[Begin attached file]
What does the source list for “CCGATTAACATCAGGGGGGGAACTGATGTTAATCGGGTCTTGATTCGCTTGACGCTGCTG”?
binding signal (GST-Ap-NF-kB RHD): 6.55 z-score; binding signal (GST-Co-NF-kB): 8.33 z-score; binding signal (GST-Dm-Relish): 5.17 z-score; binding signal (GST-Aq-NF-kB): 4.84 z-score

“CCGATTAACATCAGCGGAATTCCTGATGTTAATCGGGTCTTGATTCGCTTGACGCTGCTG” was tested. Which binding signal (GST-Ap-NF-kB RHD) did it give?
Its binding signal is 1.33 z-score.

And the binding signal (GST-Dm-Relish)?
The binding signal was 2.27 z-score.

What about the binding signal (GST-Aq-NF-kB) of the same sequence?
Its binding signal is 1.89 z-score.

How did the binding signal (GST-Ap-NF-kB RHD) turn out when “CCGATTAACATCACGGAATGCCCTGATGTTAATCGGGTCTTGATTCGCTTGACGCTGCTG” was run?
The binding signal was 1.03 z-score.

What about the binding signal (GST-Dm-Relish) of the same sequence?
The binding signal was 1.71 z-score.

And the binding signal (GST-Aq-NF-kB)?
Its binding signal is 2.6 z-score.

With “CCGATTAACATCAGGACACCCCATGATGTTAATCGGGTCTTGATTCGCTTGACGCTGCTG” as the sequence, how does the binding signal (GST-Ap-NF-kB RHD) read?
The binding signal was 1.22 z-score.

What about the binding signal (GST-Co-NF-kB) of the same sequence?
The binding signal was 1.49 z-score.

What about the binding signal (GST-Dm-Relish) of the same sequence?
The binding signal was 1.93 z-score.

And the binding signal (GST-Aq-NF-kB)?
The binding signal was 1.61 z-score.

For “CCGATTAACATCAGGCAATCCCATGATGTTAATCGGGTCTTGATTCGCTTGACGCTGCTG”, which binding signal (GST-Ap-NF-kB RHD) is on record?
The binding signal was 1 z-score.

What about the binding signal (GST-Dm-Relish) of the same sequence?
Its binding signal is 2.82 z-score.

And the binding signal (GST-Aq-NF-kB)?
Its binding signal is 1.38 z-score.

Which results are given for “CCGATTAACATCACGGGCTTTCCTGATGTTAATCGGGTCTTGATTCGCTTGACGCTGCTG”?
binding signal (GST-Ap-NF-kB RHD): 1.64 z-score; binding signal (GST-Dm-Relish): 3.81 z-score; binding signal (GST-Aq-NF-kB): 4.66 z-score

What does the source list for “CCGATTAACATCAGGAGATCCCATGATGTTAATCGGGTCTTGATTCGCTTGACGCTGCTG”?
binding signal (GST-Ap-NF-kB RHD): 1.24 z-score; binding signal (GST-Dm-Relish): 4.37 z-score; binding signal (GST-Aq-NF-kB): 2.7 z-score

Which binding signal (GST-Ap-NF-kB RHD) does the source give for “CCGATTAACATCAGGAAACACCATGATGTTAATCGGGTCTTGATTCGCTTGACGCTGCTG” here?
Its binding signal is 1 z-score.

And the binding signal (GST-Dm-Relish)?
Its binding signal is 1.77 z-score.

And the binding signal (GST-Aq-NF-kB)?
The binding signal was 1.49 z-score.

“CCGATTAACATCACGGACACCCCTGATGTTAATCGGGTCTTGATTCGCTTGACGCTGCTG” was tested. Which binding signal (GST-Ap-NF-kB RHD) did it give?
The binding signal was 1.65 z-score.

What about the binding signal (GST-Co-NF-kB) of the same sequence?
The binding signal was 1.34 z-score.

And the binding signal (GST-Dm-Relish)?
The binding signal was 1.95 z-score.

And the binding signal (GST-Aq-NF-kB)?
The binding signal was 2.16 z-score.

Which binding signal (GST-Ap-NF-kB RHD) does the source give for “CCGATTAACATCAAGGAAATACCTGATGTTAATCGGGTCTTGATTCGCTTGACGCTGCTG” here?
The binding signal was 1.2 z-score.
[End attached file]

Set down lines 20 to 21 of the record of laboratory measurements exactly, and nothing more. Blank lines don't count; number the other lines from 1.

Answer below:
The binding signal was 1.93 z-score.

And the binding signal (GST-Aq-NF-kB)?